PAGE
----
Left alone, weeds will thrive even better than your lawn, stealing water and nutrients from the grass. That’s why you need more than just a lawn mowing service; you need a lawn maintenance company that understands weeds from the root to the bloom, one that can offer the best in organic weed control. We’re called WeedPro for a reason, because we know exactly what types of weed control service will do best in your yard. We offer a variety of pre-emergent and post-emergent herbicides that will be better for you, your family, and the environment.
Click on the pictures below to find out what each weed is, and then
give WeedPro Lawn Care a call for the best weed control service in the Atlanta area.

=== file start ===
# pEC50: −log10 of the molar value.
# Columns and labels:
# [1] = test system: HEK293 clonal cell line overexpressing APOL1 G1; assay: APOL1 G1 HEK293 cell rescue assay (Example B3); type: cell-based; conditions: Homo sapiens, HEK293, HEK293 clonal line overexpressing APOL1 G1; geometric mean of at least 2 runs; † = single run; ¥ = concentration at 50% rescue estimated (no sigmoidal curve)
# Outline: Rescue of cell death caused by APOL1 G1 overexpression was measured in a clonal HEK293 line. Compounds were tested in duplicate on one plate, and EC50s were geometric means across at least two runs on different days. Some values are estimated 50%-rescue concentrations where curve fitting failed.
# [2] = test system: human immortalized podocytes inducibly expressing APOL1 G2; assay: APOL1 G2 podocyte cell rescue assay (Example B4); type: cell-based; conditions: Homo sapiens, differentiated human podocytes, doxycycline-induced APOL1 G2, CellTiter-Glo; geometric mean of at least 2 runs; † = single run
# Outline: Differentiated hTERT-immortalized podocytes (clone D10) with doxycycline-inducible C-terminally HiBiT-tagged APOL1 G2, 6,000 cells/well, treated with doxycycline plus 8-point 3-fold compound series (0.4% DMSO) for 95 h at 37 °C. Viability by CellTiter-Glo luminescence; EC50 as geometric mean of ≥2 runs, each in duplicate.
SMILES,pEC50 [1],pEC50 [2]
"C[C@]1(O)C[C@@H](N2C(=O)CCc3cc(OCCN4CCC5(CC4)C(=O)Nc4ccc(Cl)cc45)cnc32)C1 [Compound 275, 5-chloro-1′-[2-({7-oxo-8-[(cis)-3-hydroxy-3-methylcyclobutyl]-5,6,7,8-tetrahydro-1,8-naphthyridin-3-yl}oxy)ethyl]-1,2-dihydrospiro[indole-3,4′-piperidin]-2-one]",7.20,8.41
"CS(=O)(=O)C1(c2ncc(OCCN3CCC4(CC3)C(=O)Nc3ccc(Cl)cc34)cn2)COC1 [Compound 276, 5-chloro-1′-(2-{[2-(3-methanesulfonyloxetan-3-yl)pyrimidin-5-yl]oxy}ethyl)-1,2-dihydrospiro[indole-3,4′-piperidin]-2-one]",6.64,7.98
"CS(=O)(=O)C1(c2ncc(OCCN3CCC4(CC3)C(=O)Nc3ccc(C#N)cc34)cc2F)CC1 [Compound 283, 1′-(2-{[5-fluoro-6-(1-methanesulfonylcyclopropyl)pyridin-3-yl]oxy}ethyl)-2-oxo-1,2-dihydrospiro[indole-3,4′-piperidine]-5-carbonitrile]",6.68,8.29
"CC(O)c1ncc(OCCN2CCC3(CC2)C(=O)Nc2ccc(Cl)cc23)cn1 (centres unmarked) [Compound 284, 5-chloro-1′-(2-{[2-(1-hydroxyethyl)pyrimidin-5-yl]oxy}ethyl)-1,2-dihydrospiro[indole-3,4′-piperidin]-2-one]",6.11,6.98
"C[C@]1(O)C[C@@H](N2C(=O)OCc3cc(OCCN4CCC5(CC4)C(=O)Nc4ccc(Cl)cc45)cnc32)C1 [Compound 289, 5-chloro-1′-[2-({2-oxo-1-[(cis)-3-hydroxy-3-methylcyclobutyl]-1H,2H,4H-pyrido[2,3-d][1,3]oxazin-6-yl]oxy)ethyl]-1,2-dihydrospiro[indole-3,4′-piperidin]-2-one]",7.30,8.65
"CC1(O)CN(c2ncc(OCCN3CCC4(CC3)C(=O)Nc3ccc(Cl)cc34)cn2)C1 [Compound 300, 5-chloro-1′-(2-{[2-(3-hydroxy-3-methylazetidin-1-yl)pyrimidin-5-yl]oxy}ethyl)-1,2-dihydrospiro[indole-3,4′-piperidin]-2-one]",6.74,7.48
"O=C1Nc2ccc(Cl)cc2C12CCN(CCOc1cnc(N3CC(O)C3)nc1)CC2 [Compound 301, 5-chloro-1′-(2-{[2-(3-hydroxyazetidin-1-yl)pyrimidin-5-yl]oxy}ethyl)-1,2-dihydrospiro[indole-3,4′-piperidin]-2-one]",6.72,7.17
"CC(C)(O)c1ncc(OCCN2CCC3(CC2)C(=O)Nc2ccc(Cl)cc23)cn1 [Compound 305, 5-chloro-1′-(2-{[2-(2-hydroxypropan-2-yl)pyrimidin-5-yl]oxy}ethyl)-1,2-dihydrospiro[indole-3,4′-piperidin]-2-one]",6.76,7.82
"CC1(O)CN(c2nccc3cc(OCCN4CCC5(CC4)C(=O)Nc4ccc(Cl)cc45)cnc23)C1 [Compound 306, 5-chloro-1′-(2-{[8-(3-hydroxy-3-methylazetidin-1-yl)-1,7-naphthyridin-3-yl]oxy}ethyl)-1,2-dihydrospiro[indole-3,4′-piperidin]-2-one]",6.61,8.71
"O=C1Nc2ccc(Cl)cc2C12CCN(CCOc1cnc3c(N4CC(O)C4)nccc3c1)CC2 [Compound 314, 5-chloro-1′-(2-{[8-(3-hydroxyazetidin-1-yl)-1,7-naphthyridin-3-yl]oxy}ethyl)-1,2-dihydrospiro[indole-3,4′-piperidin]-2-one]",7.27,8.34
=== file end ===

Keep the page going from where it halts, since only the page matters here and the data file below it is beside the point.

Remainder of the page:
Sometimes called Poa Annua, is evolving and becoming immune to certain chemical pre-emergents. If you’ve used the same lawn care company for one to two years and you still have this weed, a new pre-emergent must be introduced to the lawn for better results. Timing is critical; if the product is applied late, germination will occur. On golf courses, most Annual Bluegrass on greens is of the perennial species, while the annual species develops in fairways and home lawn settings. This weed has a small panicle seed-head and a boat-shaped top with white tips. A winter annual, depending on its geographical location, bittercress initially forms a unique basal rosette appearance that is easy to identify among other weeds. The initial true leaves are heart shaped, containing two to four alternating leaflets. The surface leaves are often simple with a club shape or a hairy surface. Two to ten white flowers are born from each stem along with seed capsules that spread throughout the lawn when disturbed by mowing or walking. This spreading perennial weed has opposite leaves that often have a yellowish mottling due to the presence of a virus that grows in close association with this weed. The leaves are elongated, lance-shaped, and grow opposite one another on the stems, joined by a membrane. Flowers occur in the position between the leaf and the stem. Individual flowers are star-shaped with four white petals. The weed spreads by seed and plant segments. Also called little mimosa, this is a warm-season, annual broadleaf weed that emerges from warm soils beginning in early summer. It reproduces by seeds, which are found in the green, warty-like fruit attached to the underside of the branch. The leaves are arranged in two rows on the branchlets and are thin and oblong, with smooth margins, resembling a mimosa seedling. The weed grows upright and creates a strong and well developed root system and should be removed immediately to avoid unwanted transfer to other landscape areas. Common chickweed, a winter annual broadleaf, is a low-growing, succulent weed that often spreads out in extensive mats. It may survive the summer months in shady, cool areas that offer sufficient moisture. Seed leaves have prominent midveins and are about four-times as long as broad, tapering to a point at the tip. True leaves are broader, opposite, and yellow green. Chickweed mats may cover a large area. Stems are trailing, weak, and slender, with a line of hairs down the side. Mature leaves are egg-shaped and opposite on the stem. Small white flowers are borne in clusters at the end of the stems. The flowers have five deeply notched petals and, though small, are quite noticeable. A shallow rooted winter weed that spreads by stolon or above ground runners. The weed has compound leaves that divide into three leaflets which are all joined at a central point. Each individual flower head is round or globular and consists of 20 to 40 little flowers. The White or (sometimes) Pink colors occur on flower stalks that arise from the leaf axils. This plant was once considered a very beneficial weed and was added to most Fescue seed mixes. The most famous weed of them all, crabgrass is a summer annual that germinates when the soil temperature reaches a consistent 55 degrees outside. The leaves are rolled in the bud and the first leaf emerges short, wide and blunt-tipped. Crabgrass has a light green color and a single plant can produce over 150,000 seeds. It’s very important to lower your mowing height and collect the clipping to prevent seed establishment, especially if your lawn has an existing problem. If you need help, let Weed Pro® provide a mowing quote. A warm season perennial weed which is light green in color and is often confused with Crabgrass. Its leaves are also rolled in a bud that is flat and wide. Dallis grass has hairs on the lower portion of the leaf. Its seed head contains 3-6 spikes with seeds on both sides. This invasive weed is found throughout the Southern United States and its seeds germinate in temperatures above 60˚F. To help prevent seed establishment, the plant should be treated in its early life stage either through hand removal or professional treatment by Weed Pro®. Call one of our Specialists for help! This perennial grows best in moist areas in full sun; however, it can survive some shade and dry conditions once established. It produces a strong taproot that is capable of penetrating the soil to a depth of 10 to 15 feet. The long jagged leaves rise directly, radiating to form a rosette lying close upon the ground. The shiny, purplish flower-stalks rise straight from the root, and are leafless, smooth and hollow with single heads of flowers. Flower stalks are 6 to 24 inches in length with a white puff ball seed head. When disturbed by mowing or walking or strong winds, seed capsules spread throughout landscape areas. A short-lived summer perennial with finely dissected leaves that may reach 6 feet in height. The leaves divide into thread-like segments, producing a fern-like appearance. Disturbed leaves will omit a foul odor when mowed or string trimmed. The stems are reddish in color, hairy, and arise from a woody base. The flowers of dog fennel are small and white in color with numerous branched panicles. A summer annual that grows as a compressed clump in turf, its leaves are distinctly folded and may be smooth or have a few hairs. Goose grass is highly competitive during hot summers, and out-competes desirable grass types where soil is compacted and dry. It appears as a whitish silvery mat, forming a pale green clump with flattened stems in a low rosette. Flower stalks are short, stout, and compressed. The weed has a very strong root system and readily invades any area. Seed heads are somewhat similar to those of Dallis Grass, but short and stiff. It adapts very well to close, frequent mowing and produces seed even when closely mowed. A creeping winter perennial, its leaves are round- to kidney-shaped with round toothed edges. The leaves are opposite on long petiole attached to square stems that root at the nodes. It is usually found in moist shaded areas, but also tolerates sun very well. The weed will form dense mats which can take over areas of turf grass. The flowers of ground ivy are blue to lavender and grow in clusters. It usually flowers in the spring. The flowers are funnel shaped and are located at the leaf axis or near the tip of the stem. A member of the mint family. Interestingly, when you mow over the plant, you can actually smell mint! Henbit is a winter annual weed with a square stem and when it blooms has beautiful pink or purple flowers. The leaves are rounded on the end with toothededges and the plant can grow anywhere from 4 to 12 inches in height. The weed is often confused with the purple deadnettle weed that has a slightly more pointed scallop. Commonly found in lawns with low soil fertility, lespedeza is a prostrate-growing summer annual with freely-branched pink to purple flowers found on the leaf axils. Pods contain single seeds that are blue-black in color and may or may not be mottled. The weed is drought-resistant and responds well to favorable dry soil conditions. Its leaves consist of three oblong leaflets ½ to ¾ inches long and ⅓ to ½ as wide. If left unattended during the growing season, plants grow to a height of 2 to 3 feet. If this weed is left untreated it can become a serious problem and reoccur in your lawn each year. There are several different types of nutsedge grasses with the most common being the yellow and purple varieties. Nutsedge has triangular waxy grass-like leaves and is sometimes mistaken for Bermuda or Zoysia grasses. Both sedge varieties have an underground root system (like a pearl necklace) that contains tubers which allow for most of this weed’s reproduction. Each weed can produce thousands of new plants and underground tubers in a single growing season. The flowers of yellow sedge are light yellow and the seed head from purple sedge is reddish brown. Sedges do very well in areas that have poor drainage. Call Weed Pro® today for a special treatment! Also called cock’s foot, this is a perennial bunchgrass which sprouts from underground stems. Mature plants range from 1 to 3 ½ feet tall and have leaves arising from the plant base and the stem. Leaf blades are broadly linear, roughened, and wide. The roots are very fibrous and dense and the plant remains green throughout the year. Seed-heads occur from late spring throughout midsummer. Flower branches are erect or spreading, and the lowermost stands separate like the spur on a cock’s foot, hence the common name. This summer annual is also known as Yellow Woodsorrel. The weed has weak stems that branch at the base and may root at the nodes. Although sometimes mistaken for clover when not in flower, its leaves are arranged alternately along the stem, and divided into three heart-shaped leaflets. Oxalis produces a yellow flower with five petals and mostly occurs in clusters. The seed pods range from ½ -1 inch in length, with five ridges and are pointed. Oxalis spreads by seeds which burst from the pods at maturity and may be scattered several feet. Also known as dollar-weed, the leaves of this summer perennial are round in shape, and approximately 1 inch in diameter. The dark green leaves are glossy with scalloped edges, and are on long slender petioles. The petiole of pennywort is attached to the center of the leaf. The flower from the weed is small with five white petals and forms in clusters on the end of long stems. The weed spreads by seed and rhizomes. A very common annual weed that grows during the spring growing season. The roots of the plant are very shallow and it prefers both dry and moist soil conditions so it can establish itself almost anywhere if allowed to reproduce. One can remove this weed very easily by hand and its growth can be prevented by proper treatment. Broadleaf plantain is a common broadleaf weed in lawns. It is a cool-season perennial weed found in nearly every habitat. The leaves are arranged in a rosette and have prominent veins. Depending on the species, leaves and stems may range from purplish to dark green in color and may be smooth or densely covered with short hairs. As the name suggests, the leaves of plantain weed are broad and egg-shaped—1 ½ to 7 inches long—with several main veins running parallel to the leaf margins. The Weed Pro®duces a cone-like spike of white flowers perched at the top of the leafless flower stalk that may be 2 to 18 inches long. Seeds germinate in late spring through midsummer. Poison ivy, poison oak and poison sumac are plants that contain an irritating, oily sap called urushiol. Urushiol triggers an allergic reaction when it comes into contact with the skin, resulting in an itchy rash that can appear within hours of exposure, or up to several days later. A person can be exposed to urushiol directly or by touching objects, such as gardening tools, camping equipment, and even a pet’s fur, that have come into contact with the sap of one of the poison plants. Urushiol is found in all parts of these plants, including the leaves, stems, and roots, and is even present after the plant has died. Urushiol is absorbed quickly into the skin and also can be inhaled if the poison plants are burned. Poison ivy, poison oak, and poisonous sumac can be found in many areas in Georgia. Poison ivy has compound leaves that occur in threes, with the edges being smooth, lobed, or toothed. Poison oak closely resembles poison ivy, although it is usually more shrub-like, and its leaves are shaped somewhat like oak leaves. Symptoms of a poison plant reaction are redness and itching of the skin followed by a rash. The rash often develops in a pattern of streaks or patches which indicate where the plant has come into contact with the skin. If this happens, seek medical consultation immediately. A summer annual that can tolerate compact soil conditions and is often found invading high traffic areas. This weed loves to grow in between side walk cracks, paver stones, driveways and pool areas. The leaves are small and are distinguishable based on their oblong shape and irregular red and purple spots. People sometimes confuse Spotted Spurge with its cousin Prostate Spurge which has a quite similar leaf appearance. The weed contains a milky white sap in the stem and it is very hard to control by hand. Also called wild geranium, this is a semi-erect freely branching winter annual. Seed leaves have slightly truncated tips that are indented with long petioles that divide into segmented leaflets. Hairy stems, which can be over 2 ½ feet tall, are rough to the touch. The flowers have five white, pink, or purple petals and appear in many clusters. The seed pod forms a thin fruit capsule which is two inches in length. Both winter perennials that produce a very strong odor when disturbed or pulled and are very difficult to control. Each plant grows from underground bulbs and can be 8 to 12 inches long. The membrane-coated bulbs of the wild garlic are flat on one side and have bulblets, while the wild onion bulbs are white inside. The leaves of wild garlic are hollow and round whereas the leaves of the Wild Onion are solid and flat. Both plants are very aggressive and cannot be prevented by lawn pre-emergent’s. They will need special attention and care to be removed. Ask a Weed Pro® Certified Technician why? Please don’t be confused or mislead about this weed! The wild violet is a winter perennial that can grow 2-5 inches tall and has a very fibrous root system. While the leaves of this weed can vary, they usually are heart shaped with shallow rounded margins. Wild violets are very attractive and produce white, blue or purple pansy-like flowers. Do not use this weed in your landscape as an ornamental ground cover, it will invade all turf grass areas and becomes very difficult to control after it establishes roots in the grass. The weed should be physically dug up in its early growth stage or treated by a Weed Pro® professional. If left unattended, removal will require many special lawn treatments plus soil PH changes. Ask a Weed Pro® specialist for help.